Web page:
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Table 1. Definition of Occ channel specificity.

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Completely different profiles are observed for OccK1 and OccK2. When present in 10-fold excess, amino acids do not affect transport by these channels, with the sole exception of the cyclic amino acid derivative pyroglutamate, which lowers transport mediated by both channels effectively (Table 1). The only sugar that is effective is glucuronate, which, together with gluconate, is the only tested sugar with a carboxyl group. The fact that gluconate does not compete with transport suggests that OccK1 and OccK2 prefer cyclic carboxyl-containing molecules as substrates. Consistent with this notion, the aromatic compounds are generally effective in lowering transport, especially for OccK1. Importantly, as judged from the substrates for which both transport and competition data are available, the competition profiles correlate well with transport, i.e., compounds that are efficient competitors are also transported well, and vice versa (e.g., pyroglutamate and OccK1 and OccK2; Figure 4 and Table 1). Thus, the use of a competition assay to assess transport appears to be justified. No effect is observed for the organic acids, with the exception of the dicarboxilic acid adipate, which lowers OccK1-mediated transport fairly efficiently. An interesting finding is the efficient lowering of OccK1-mediated benzoate transport by octanoate and caproate (Table 1), suggesting that OccK1, but not OccD1 and OccK2, can serve as an uptake channel for medium-chain and possibly short-chain fatty acids. OccK1-mediated transport is not affected by octanol, again illustrating the importance of a carboxyl group in the substrate. In conclusion, the substrate specificities of OccK1 and OccK2 are not as narrow as that of OccD1, perhaps due to their larger pores. Various monocyclic compounds are efficient substrates for these channels, provided that they possess a carboxyl group. OccK1 is the least specific channel, also allowing the efficient passage of certain linear compounds such as medium-chain fatty acids.

Occ Channels Show High Specificity for Antibiotics Uptake

A very important but so far ignored point in drug design is the question of how antibiotics traverse the OM of Gram-negative bacteria. This is especially relevant for pseudomonads due to their highly impermeable OM. Since the Occ channels are substrate specific for low-molecular weight compounds (<200 Da), we anticipated that the specificity might be even more pronounced for the higher molecular weight antibiotics (~300–500 Da; Figure S10). We tested this hypothesis by determining the effect of a number of antibiotics, all of which are effective against P. aeruginosa in vivo, on Occ channel-mediated substrate transport. The results shown in Figure 6 for OccD1–3 and OccK1–3 demonstrate that the interactions of the antibiotics with the various channels are indeed highly specific. For OccD1, inhibition of arginine uptake is caused only by imipenem and meropenem, in accordance with the known role of this channel in carbapenem antibiotic uptake [21],[32][34]. Thus, remarkably, OccD2 and OccD3, while efficient in arginine uptake (Figure 4), are not uptake channels for carbapenems. In fact, none of the remaining antibiotics interfere substantially with arginine transport by OccD subfamily members (Figures 6A–C and Figure S13). We also tested the uptake of antibiotics directly, using liposome swelling assays. As shown in Figure 6D for imipenem, uptake of this antibiotic is only mediated by OccD1 and not by OccD2/D3, in accordance with the competition data. This is an important result, suggesting that channel-specific screening of antibiotic uptake can be done in vitro in a time-efficient manner by transport competition experiments.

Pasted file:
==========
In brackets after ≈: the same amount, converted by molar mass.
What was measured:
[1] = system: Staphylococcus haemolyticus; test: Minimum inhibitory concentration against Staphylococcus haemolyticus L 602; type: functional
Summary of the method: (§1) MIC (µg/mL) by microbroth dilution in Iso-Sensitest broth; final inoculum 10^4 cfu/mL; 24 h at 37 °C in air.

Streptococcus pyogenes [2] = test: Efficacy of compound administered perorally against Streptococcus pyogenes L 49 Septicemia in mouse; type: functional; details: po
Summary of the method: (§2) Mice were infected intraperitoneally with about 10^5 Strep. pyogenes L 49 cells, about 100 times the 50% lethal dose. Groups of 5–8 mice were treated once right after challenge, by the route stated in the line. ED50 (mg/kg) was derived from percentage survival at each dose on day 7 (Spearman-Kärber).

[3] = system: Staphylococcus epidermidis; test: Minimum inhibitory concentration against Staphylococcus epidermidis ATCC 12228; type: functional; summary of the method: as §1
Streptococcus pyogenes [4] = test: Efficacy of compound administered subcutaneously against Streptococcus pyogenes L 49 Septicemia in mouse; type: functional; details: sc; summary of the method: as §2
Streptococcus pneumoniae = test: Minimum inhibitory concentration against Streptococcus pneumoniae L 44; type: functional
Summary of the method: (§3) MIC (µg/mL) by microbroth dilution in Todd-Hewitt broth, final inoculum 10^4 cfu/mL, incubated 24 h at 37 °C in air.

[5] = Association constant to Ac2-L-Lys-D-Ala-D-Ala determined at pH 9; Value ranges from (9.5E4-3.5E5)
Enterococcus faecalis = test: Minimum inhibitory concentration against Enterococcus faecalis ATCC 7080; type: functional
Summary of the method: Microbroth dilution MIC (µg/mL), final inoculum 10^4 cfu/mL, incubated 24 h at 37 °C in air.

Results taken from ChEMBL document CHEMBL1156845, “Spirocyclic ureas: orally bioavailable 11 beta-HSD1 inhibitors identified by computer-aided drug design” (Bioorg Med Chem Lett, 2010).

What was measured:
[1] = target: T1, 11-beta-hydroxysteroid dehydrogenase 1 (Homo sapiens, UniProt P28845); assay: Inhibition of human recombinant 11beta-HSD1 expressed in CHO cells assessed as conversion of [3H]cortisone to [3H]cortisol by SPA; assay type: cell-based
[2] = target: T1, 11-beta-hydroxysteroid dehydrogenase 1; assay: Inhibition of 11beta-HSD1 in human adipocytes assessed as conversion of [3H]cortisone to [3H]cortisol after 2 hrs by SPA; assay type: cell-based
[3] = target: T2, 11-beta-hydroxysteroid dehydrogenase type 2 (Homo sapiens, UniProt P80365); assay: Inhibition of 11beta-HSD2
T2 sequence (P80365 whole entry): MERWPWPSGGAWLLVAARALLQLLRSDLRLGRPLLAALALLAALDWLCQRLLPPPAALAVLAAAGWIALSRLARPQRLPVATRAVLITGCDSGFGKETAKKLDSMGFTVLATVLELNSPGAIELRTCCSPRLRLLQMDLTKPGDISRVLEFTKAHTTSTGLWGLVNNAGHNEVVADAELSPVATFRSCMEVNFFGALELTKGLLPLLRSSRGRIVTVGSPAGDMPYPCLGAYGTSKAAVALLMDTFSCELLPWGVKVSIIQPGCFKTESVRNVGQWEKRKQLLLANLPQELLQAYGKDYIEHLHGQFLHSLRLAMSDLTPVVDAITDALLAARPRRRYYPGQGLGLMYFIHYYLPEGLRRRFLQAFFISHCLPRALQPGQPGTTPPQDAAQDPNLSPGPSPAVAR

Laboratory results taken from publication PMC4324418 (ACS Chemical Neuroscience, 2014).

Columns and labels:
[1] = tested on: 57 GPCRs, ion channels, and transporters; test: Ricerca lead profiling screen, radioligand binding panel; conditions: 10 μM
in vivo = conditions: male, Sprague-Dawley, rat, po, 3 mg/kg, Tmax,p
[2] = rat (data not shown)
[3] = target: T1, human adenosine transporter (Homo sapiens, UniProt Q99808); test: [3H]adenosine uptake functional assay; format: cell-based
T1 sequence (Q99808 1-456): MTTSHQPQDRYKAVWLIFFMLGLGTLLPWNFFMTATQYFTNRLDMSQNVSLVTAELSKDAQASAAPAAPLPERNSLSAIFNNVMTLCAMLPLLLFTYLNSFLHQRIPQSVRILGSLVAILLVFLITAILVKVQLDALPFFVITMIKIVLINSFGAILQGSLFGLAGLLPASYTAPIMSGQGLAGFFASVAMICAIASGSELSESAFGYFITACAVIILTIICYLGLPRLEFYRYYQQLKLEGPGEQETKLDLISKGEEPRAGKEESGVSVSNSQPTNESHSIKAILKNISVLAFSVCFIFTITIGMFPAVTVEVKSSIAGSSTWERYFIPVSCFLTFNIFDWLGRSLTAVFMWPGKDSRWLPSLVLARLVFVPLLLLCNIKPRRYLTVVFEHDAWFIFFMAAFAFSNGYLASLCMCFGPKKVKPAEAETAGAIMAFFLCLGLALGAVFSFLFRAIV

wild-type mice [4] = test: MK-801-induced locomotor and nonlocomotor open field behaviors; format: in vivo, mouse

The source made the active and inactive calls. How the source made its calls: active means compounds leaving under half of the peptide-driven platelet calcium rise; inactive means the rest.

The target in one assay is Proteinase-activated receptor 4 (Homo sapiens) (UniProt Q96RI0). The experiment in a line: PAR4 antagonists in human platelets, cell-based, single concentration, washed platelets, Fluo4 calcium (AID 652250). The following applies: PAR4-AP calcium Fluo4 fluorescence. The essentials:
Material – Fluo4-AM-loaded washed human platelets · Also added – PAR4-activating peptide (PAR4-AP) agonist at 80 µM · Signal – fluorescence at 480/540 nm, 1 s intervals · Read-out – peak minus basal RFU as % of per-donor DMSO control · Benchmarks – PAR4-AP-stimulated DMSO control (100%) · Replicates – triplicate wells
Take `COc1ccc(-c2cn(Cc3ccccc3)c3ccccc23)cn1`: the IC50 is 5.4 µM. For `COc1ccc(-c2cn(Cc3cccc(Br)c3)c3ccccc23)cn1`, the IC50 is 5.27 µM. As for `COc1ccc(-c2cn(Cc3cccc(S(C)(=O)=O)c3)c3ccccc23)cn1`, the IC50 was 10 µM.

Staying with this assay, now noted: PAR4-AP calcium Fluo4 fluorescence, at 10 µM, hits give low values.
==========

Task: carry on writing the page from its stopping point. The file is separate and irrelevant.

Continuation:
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Figure 6. Binding and transport of antibiotics by Occ channels is very specific.